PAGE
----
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  • Print publication year: 2008
  • Online publication date: December 2009

4 - Anxiety disorders



Anxiety is characterized by an apprehensive anticipation or fear by the child or adolescent of some dangerous occurrence in the future. Anxiety is usually accompanied by unpleasant feelings, stress or tension and somatic symptoms and signs. Anxiety disorder is characterized by persistent fear or worry that causes significant distress and impairment of age-appropriate functioning such as school work, play, and interpersonal relations. The symptoms in anxiety disorder take up a significant amount of daily time of the child or the adolescent and such symptoms last over a period of several months, typically 6 or more months. Types of specific anxiety disorders as classified in the DSM–IV–TR are listed in Table 4.1.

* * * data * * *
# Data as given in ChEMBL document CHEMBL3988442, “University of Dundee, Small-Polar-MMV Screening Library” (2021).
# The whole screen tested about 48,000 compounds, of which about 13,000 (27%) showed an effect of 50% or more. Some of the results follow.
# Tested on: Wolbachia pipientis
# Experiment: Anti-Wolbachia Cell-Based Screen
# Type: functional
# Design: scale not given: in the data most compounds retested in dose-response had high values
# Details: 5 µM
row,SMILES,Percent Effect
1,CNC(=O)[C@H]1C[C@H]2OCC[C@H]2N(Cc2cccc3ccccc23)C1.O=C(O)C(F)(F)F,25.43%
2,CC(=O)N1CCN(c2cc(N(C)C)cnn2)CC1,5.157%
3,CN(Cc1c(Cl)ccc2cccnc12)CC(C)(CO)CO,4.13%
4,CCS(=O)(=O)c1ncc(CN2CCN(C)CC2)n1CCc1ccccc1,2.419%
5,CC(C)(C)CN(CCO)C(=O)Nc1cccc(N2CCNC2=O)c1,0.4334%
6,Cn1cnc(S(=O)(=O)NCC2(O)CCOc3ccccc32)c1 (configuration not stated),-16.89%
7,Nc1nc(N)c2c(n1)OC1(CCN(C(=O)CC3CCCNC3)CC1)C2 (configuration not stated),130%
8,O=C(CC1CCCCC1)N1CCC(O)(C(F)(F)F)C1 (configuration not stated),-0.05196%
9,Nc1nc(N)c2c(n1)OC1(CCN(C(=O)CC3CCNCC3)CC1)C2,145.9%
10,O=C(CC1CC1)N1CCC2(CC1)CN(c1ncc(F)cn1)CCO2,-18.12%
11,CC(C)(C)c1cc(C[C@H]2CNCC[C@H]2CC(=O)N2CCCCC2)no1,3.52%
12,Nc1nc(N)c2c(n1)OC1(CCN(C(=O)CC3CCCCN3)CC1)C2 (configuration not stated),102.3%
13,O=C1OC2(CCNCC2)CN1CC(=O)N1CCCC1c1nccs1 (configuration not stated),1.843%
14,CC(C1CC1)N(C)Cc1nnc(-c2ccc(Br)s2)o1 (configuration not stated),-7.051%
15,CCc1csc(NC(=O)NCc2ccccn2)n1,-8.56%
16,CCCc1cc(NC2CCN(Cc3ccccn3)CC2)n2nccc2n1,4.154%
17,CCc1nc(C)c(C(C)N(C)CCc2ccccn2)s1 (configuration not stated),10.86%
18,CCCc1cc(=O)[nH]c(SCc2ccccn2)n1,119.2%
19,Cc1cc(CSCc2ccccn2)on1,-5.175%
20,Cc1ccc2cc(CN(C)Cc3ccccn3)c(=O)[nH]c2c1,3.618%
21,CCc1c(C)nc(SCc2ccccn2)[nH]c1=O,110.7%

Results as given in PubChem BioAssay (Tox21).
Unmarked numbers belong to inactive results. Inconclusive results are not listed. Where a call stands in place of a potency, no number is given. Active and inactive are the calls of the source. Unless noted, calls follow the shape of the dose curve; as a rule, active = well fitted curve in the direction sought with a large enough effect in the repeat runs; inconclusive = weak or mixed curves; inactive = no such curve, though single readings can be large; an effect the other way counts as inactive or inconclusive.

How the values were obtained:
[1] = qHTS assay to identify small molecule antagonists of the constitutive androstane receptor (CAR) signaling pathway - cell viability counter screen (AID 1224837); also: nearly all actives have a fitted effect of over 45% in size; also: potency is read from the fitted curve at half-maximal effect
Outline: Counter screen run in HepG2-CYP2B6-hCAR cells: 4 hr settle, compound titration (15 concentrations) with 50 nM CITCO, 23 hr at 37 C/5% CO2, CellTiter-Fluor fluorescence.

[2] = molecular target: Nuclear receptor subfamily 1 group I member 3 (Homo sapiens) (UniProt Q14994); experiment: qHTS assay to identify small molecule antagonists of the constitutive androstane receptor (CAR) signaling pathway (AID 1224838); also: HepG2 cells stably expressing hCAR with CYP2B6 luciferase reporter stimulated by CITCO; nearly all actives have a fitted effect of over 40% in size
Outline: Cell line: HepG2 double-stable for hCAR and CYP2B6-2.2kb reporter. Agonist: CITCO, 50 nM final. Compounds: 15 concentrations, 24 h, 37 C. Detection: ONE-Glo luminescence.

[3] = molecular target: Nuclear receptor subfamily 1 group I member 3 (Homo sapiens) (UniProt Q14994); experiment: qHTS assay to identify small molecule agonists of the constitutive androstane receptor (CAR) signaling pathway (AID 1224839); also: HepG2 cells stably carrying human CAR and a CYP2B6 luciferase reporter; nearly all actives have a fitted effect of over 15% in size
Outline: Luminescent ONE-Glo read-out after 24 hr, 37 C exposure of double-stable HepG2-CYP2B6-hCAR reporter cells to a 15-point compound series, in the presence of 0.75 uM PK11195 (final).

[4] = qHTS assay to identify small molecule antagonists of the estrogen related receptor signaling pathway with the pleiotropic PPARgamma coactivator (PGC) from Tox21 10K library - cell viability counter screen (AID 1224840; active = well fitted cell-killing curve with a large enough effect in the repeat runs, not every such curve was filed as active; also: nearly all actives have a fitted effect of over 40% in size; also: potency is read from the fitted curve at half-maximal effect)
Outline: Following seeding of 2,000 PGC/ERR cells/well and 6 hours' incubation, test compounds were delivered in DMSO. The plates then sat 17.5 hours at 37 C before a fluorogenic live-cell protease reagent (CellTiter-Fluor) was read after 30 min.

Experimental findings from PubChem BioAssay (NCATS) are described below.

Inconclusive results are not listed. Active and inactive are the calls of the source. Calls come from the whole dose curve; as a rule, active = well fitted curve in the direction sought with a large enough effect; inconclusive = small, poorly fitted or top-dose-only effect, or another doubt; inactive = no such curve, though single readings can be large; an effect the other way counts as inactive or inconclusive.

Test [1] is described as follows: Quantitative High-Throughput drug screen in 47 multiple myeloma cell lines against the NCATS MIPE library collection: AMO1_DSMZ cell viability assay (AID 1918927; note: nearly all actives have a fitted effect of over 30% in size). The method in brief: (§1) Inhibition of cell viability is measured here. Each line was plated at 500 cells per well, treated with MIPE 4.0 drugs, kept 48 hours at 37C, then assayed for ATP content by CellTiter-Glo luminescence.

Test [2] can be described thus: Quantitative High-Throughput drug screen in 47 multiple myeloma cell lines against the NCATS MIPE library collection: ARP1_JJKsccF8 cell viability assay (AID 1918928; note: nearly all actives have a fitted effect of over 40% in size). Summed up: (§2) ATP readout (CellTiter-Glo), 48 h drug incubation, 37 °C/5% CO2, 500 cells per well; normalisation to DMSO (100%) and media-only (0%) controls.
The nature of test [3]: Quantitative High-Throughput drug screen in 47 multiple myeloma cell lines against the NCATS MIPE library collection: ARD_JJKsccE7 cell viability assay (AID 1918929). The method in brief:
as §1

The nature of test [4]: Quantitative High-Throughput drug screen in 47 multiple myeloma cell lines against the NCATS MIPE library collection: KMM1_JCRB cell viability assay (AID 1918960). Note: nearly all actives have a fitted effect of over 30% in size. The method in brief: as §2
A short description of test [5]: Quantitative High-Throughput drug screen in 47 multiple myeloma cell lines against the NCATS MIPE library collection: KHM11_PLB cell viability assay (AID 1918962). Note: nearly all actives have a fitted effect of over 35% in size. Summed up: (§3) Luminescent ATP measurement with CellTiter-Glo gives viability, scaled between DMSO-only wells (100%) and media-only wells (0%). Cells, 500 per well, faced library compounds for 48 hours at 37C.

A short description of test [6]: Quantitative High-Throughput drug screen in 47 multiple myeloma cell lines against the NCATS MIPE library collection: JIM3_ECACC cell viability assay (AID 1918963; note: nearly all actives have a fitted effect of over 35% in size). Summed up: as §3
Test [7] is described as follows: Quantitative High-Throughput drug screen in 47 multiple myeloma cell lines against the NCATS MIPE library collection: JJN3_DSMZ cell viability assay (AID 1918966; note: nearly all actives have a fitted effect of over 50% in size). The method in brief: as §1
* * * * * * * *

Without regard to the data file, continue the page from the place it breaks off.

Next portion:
Anxiety disorders are highly prevalent in children and adolescents. The etiological theories implicate genetic factors, temperamental characteristics of the child, and environmental risk factors. The prevalence rate of anxiety disorders in children has been reported to be between 6% and 20%. The prevalence has been reported to be between 0.3% and 13% in the preadolescent age and between 0.6% and 7% in the adolescent age group. Some studies suggest that anxiety disorders may be more common in girls compared with boys. The age of onset varies depending on the specific disorder. Although the long-term course of childhood anxiety disorders is not clearly delineated, it is generally recognized that most tend to persist into adulthood. Adolescents with anxiety disorders are at a significantly higher risk for substance use, particularly alcohol use.

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